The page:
‘Annual Investment of $35bn Will Serve 759m People Electricity in Africa’ – Sylva

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Minister of state, petroleum, Mr. Timipre Sylva has said that an annual investment of around $35 billion could bring electricity access to 759 million Africans who currently lack it.

He also said that the Sub-Saharan Africa could require as much as $60 billion to access reliable electricity and clean cooking facilities between now and 2030.

The minister who spoke during the annual symposium and exhibition of the Society of Petroleum Engineers (SPE), in Lagos, further highlighted that another $25 billion a year could help 2.6 billion people globally to access clean cooking by 2030.

The SPE annual symposium and exhibition had as its theme: “Energy Transition in Africa: A Strategic Pathway to Net Zero.

“Annual investments of around $35 billion could bring electricity access for 759 million people who currently lack it, and $25 billion a year can help 2.6 billion people gain access to clean cooking between now and 2030,” the minister said

According to Sylva, the required investment represents only a small fraction of the multi-trillion-dollar global energy investment needed overall.

Sylva noted that there was need for the continent to shift to cleaner energy use despite contributing less than six per cent of world energy consumption and two per cent of total global emissions.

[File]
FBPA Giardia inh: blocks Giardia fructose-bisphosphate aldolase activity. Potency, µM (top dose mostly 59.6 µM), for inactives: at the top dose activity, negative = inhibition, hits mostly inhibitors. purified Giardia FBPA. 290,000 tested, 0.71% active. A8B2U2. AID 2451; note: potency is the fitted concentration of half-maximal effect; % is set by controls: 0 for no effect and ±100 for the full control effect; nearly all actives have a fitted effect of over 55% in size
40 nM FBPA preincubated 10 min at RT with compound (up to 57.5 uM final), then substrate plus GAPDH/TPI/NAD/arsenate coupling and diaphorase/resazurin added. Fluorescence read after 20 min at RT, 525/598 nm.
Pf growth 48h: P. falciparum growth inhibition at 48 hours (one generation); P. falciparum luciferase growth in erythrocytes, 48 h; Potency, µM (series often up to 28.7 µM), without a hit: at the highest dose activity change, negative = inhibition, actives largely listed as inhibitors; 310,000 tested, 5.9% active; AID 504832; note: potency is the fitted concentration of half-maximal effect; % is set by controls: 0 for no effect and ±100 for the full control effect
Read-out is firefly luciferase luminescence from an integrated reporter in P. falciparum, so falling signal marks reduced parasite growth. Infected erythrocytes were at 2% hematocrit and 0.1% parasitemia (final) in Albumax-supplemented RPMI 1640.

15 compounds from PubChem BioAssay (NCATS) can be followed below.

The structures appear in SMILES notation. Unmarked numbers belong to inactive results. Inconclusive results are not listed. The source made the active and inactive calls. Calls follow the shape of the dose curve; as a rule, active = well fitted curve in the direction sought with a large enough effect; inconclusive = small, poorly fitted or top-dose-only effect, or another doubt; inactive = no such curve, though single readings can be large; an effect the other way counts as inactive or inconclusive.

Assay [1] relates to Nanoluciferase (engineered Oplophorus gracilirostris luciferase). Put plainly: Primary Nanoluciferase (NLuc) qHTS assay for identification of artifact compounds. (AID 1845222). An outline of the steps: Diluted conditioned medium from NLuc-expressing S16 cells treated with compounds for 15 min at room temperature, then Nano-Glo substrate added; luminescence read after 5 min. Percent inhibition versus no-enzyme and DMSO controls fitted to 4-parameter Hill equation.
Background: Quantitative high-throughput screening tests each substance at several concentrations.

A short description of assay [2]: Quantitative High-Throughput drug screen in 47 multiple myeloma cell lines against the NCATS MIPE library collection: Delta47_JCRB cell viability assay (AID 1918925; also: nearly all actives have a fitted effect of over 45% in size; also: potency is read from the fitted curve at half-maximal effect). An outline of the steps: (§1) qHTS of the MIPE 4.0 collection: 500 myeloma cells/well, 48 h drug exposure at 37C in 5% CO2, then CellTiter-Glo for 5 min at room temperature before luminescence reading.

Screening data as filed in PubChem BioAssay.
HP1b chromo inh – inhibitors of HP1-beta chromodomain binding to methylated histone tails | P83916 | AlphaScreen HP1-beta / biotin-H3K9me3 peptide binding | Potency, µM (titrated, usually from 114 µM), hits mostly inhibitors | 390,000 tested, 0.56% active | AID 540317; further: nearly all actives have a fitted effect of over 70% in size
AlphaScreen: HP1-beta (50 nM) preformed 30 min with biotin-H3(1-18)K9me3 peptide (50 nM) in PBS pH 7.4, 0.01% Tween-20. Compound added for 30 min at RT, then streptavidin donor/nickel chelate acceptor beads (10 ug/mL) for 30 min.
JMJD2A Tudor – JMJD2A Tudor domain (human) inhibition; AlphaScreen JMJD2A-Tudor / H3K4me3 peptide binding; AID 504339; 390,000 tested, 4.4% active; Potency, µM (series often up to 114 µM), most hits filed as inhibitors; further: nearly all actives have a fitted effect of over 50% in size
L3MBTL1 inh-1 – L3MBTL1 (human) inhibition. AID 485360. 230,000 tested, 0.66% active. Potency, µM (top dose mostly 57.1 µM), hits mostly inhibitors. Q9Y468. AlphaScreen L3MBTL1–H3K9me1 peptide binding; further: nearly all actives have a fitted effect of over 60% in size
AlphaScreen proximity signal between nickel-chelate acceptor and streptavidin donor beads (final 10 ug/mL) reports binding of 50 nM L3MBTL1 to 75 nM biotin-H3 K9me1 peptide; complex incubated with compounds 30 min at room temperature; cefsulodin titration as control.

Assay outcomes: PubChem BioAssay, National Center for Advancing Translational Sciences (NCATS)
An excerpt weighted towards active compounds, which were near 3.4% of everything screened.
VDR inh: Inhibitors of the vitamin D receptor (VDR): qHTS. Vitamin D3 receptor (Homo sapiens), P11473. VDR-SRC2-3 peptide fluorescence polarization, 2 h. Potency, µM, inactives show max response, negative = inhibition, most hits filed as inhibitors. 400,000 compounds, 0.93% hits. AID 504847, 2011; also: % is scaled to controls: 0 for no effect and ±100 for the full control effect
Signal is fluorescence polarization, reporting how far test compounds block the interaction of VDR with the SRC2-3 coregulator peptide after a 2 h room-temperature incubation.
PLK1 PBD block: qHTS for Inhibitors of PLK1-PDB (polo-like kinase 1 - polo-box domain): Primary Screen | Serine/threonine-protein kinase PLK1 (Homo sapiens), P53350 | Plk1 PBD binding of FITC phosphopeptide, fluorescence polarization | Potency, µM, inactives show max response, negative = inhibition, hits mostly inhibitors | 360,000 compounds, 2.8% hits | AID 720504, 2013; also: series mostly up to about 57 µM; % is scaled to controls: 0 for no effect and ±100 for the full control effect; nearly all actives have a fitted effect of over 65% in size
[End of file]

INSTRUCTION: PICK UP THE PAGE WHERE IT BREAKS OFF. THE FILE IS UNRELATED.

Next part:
He argued that with significantly untapped fossil fuel reserves, that could provide the much-needed foreign direct investment and export revenue, the minister stressed that Africa has the ability to play a leading role in this regard.

Nigeria has the mineral resources with approximately 208.62 trillion cubic feet (TCF) of proven gas valued at over $803.9 trillion and potential upside of 600TCF of gas, the most extensive in Africa, and in the top 10 globally.

“The PIA has generous incentives to enable development, distribution, penetration, and utilisation of gas even as it incentivises entry into the midstream, especially for pipelines with an additional five-year tax holiday for investment in gas pipelines.

“The PIA is a supply-side enabler, capable of provoking and triggering commercial interests and investments in gas utilisation as well as treating gas as a stand-alone commodity.

“As a nation, we are following a transition pathway that combines technology, investment, business strategies, and government policy that will enable Nigeria to transition from its current energy system to a low-carbon energy system with natural gas playing a pivotal role over the next generation, roughly between now and 2060,” he added.

Furthermore, he cautioned that in the energy transition, no country should be left out in the process of achieving net-zero by 2060.

“As a continent, we need to be intentional and recognise the need to develop hydrocarbon resources in environmentally and socially responsible ways.

“And as alluded to by the African Union, we need to be realistic in choosing the energy transition pathways which addresses our unique requirements and circumstances,” Sylva said.

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